Thursday, May 26, 2016

Abraham’s Seed: Paul’s Ecclesiology in Galatians (Part 1)

It is pertinent for us to study how the apostle Paul understood the position of national Israel with regard to its spiritual inheritance. In his epistle to the Galatians, the apostle Paul, amongst other theological issues, was arguing against the notion that Jewish Christians have a status or claim that is distinct from that of the Gentile believer. According to Paul, Jew and Gentile Christians are all one in Christ. “There is neither Jew nor Greek (Gal. 3:28),” for Christ has expanded the Abrahamic covenant to include people from all races and nationality. 

We begin our discussion by following Paul’s thoughts in Galatians 3:13-16: 

“Christ hath redeemed us from the curse of the law, being made a curse for us: for it is written, Cursed is every one that hangeth on a tree: That the blessing of Abraham might come on the Gentiles through Jesus Christ; that we might receive the promise of the Spirit through faith. Brethren, I speak after the manner of men; Though it be but a man’s covenant, yet if it be confirmed, no man disannulleth, or addeth thereto. Now to Abraham and his seed were the promises made. He saith not, And to seeds, as of many; but as of one, And to thy seed, which is Christ.”

In this passage, Paul directs the attention of his readers to the “seed” of Abraham. The promises of the Abrahamic covenant are made to “Abraham and his seed (Gal. 3:16).”[1] Paul emphasizes that the word “seed” is in the singular, remembering that the same word was also singular in Genesis 13:15-16, 17:8, and 24:7. Although “seed” can be used to denote all the descendents of Abraham, Paul specifically states that the seed “is Christ (Gal. 3:16b)” in this passage.

Bruce further explains that, “In the first instance [in Galatians 3:16] the reference is to a single descendant, Christ, through whom the promised blessing was to come to all the Gentiles. In the second instance the reference is to all who receive this blessing; in v 29 all who belong to Christ are thereby included in Abraham’s offspring. Paul was well aware that the collective noun could indicate a plurality of descendants as well as a single descendant. So, in Rom. 4:18, he identifies Abraham’s offspring of Gn. 15:5 with the many nations of Gn. 17:5, interpreting the latter as Gentile believers.”[2]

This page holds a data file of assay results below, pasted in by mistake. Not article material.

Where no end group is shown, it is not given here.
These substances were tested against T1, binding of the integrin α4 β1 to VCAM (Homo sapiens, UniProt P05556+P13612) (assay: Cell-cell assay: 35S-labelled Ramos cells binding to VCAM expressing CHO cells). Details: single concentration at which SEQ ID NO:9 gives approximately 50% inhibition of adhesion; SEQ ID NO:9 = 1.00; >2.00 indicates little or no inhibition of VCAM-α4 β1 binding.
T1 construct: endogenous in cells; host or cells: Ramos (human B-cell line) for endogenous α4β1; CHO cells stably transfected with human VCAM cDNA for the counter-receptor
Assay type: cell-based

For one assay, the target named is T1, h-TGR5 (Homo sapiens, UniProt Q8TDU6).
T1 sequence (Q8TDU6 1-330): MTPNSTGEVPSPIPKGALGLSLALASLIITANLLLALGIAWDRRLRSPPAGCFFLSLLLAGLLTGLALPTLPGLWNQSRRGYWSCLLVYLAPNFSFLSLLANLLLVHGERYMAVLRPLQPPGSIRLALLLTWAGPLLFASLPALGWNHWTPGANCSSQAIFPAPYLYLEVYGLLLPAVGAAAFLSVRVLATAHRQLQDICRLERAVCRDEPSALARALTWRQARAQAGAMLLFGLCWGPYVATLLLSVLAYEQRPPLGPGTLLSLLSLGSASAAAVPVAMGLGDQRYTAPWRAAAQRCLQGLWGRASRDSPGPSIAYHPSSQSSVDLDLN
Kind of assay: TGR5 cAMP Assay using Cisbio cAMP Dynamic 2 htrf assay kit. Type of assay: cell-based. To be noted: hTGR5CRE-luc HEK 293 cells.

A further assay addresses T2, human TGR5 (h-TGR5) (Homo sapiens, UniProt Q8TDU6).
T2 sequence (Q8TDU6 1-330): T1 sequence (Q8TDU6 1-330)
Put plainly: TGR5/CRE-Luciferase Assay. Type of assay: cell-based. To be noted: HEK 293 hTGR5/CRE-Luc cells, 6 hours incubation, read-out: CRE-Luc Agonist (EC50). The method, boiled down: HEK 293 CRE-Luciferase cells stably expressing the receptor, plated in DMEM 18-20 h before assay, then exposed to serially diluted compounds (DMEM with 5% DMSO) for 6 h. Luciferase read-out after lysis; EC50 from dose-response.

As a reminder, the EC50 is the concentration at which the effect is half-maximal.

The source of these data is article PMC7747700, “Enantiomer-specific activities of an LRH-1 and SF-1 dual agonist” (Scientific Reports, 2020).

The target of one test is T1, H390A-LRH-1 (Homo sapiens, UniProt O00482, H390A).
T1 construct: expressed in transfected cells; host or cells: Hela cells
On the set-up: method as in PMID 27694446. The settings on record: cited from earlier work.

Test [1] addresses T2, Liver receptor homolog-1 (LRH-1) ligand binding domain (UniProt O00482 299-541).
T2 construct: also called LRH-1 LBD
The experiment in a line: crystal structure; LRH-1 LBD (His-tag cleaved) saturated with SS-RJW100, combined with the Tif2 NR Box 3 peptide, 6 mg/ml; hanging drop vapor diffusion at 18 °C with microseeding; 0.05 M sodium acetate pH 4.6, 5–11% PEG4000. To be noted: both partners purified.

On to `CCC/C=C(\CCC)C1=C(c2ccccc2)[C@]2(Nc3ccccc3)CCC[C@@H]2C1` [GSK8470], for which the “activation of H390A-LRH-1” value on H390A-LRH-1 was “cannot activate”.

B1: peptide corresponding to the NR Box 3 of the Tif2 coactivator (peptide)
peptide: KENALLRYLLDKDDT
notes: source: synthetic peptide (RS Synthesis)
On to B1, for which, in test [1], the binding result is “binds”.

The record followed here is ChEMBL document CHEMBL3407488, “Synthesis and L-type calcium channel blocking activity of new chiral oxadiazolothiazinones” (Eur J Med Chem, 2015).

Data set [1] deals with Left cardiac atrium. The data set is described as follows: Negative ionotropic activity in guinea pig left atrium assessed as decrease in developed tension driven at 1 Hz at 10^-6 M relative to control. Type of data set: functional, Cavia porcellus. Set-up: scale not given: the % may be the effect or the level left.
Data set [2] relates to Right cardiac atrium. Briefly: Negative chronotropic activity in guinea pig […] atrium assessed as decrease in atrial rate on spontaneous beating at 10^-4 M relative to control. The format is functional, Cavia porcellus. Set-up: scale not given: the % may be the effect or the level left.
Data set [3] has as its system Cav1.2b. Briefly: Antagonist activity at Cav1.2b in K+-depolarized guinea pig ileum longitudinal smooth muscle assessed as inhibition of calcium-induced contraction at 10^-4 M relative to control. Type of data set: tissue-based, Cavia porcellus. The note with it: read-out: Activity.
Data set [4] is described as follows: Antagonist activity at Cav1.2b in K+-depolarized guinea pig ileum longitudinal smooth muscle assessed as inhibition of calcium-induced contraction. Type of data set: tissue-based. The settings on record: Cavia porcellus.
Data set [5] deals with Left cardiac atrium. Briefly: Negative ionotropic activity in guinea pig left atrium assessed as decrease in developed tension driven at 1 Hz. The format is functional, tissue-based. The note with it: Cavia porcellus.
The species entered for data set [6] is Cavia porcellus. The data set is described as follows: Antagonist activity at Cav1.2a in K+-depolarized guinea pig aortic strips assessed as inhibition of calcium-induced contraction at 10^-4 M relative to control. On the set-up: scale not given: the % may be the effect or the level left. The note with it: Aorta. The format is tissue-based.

We note that further down the passage in Galatians 3:26-29, Paul writes,

“For ye are all the children of God by faith in Christ Jesus. For as many of you as have been baptized into Christ have put on Christ. There is neither Jew nor Greek, there is neither bond nor free, there is neither male nor female: for ye are all one in Christ Jesus. And if ye be Christ’s, then are ye Abraham’s seed, and heirs according to the promise.”

As elucidated by Bruce, the word “seed” is used here in Galatians 3:29 to denote “all who belong to Christ.” Therefore, all believers-in-Christ constitute Abraham’s seed, and are heirs of the Abrahamic promise. According to Marshall, Paul understood from the Scriptures that “all the nations would be blessed through Abraham. Part of what Paul means is that God will justify the Gentiles in the same way as Abraham, namely, by faith. The promises were made to Abraham and his descendants, specifically the descendants through Isaac, but Paul knows that the promise included the Gentiles. He therefore has to conclude that the descendants are the people who share the character of Abraham as believers in God, regardless of whether they are physically his offspring or not; believing Gentiles are included, whereas unbelieving physical descendants are excluded. By using the term in a nonliteral sense Paul can assert that Jewish and Gentile believers are included in the one offspring or “seed” of Abraham; the language speaks of “seed” (singular), not “seeds” (plural).”[3]

In Galatians chapter 3, what is amazing in Paul’s teaching is that, through the reception of the Jews and Gentiles into union with Christ by faith, the blessings of the Abrahamic covenant are being fulfilled in the church age. Schreiner writes, “The genuinely novel element in Paul’s argument is the claim that the worldwide blessing promised to Abraham is now in the process of fulfillment. Not only is the promise being fulfilled, but it is coming to fruition through the single seed of Abraham - Jesus the Messiah (Gal 3:16).”[4]